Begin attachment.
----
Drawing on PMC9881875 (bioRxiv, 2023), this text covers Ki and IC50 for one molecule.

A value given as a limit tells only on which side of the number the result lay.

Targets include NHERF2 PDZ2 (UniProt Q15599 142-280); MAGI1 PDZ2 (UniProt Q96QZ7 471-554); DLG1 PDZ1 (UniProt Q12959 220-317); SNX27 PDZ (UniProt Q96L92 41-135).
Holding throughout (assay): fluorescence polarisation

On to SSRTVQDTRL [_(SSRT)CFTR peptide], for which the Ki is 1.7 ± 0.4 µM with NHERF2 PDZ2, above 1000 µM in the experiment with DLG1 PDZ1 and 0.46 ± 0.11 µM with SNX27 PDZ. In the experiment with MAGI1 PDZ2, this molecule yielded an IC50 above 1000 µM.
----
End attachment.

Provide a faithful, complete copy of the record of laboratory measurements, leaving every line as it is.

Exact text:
Drawing on PMC9881875 (bioRxiv, 2023), this text covers Ki and IC50 for one molecule.

A value given as a limit tells only on which side of the number the result lay.

Targets include NHERF2 PDZ2 (UniProt Q15599 142-280); MAGI1 PDZ2 (UniProt Q96QZ7 471-554); DLG1 PDZ1 (UniProt Q12959 220-317); SNX27 PDZ (UniProt Q96L92 41-135).
Holding throughout (assay): fluorescence polarisation

On to SSRTVQDTRL [_(SSRT)CFTR peptide], for which the Ki is 1.7 ± 0.4 µM with NHERF2 PDZ2, above 1000 µM in the experiment with DLG1 PDZ1 and 0.46 ± 0.11 µM with SNX27 PDZ. In the experiment with MAGI1 PDZ2, this molecule yielded an IC50 above 1000 µM.